Should You Salute the (Faux) Sun?

For so long we’ve been barraged with cautions of such sun-induced cancers as melanoma, basal cell carcinoma and squamous cell carcinoma, it’s hard to leave the house without first slathering on some level of SPF. Still, it’s summertime and you simply can’t look pasty on your vacation to Las Vegas, that family reunion in Tampa or your cousin’s wedding in San Diego … so, you reason, why not minimize the risk by visiting a tanning salon?

Debate still sizzles over tanning, specifically that of the faux glow “fake ‘n bake” variety. When skin is exposed to ultraviolet radiation, either through direct sun exposure or at a tanning salon, it produces a tan to prevent any further injury. Many doctors argue that skin damage from indoor tanning is more severe because it penetrates skin layers deeper, so you can’t shield your eyes from this one: there can be no tan without damaging your DNA, dermatologists say.

Such warnings have prompted some legislators to become the personification of sunscreen, proposing acts that would require the Food and Drug Administration to determine whether labeling on indoor tanning beds depict the appropriate risks. Others have taken it a step further, outlawing the use of tanning beds by children 16 years and younger without the in-person written permission of a parent or guardian.

But those in the business—perhaps predictably—beg to differ about the cons of tanning salons, citing among the practice’s pluses a controlled UV quotient and a quick way to get the daily recommended dose of 20 minutes of sunlight to keep our bodies filled with Vitamin D, which helps strengthen bones and prevents abnormal cell growth. Perhaps the biggest boost to the pro-tanners’ argument came in 1980, when brotherly epidemiologists Dr. Cedric Garland and Dr. Frank Garland began exploring the theory that exposure to sunlight may actually help protect the body against certain cancers.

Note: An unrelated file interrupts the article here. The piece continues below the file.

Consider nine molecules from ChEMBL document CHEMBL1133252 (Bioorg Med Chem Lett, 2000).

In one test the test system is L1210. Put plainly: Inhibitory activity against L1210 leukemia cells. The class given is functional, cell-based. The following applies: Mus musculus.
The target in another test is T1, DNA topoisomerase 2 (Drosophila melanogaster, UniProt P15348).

As recently as 2005, research conducted by the Garlands at Moores Cancer Center found that “The high prevalence of vitamin D deficiency, combined with the discovery of increased risks of certain types of cancer in those who are deficient, suggest that Vitamin D deficiency may account for several thousand premature deaths from colon, breast, ovarian and other cancers annually.” The Garlands, whose study looked at Vitamin D supplements as well as sun exposure, suggest a daily intake of 1,000 IU of Vitamin D—half the intake recommended by the National Academy of Sciences—and said the amount could also be met by consuming foods high in vitamin D, such as milk.

But if you can’t fathom consuming the requisite glasses of milk a day, just remember you can always soak up the sun—artificial or otherwise—because the one thing doctors and tanning gurus can agree on is getting a moderate daily dose of sun will help maintain strong bones, prevent abnormal cell growth and keep you from looking pasty at your cousin’s wedding.

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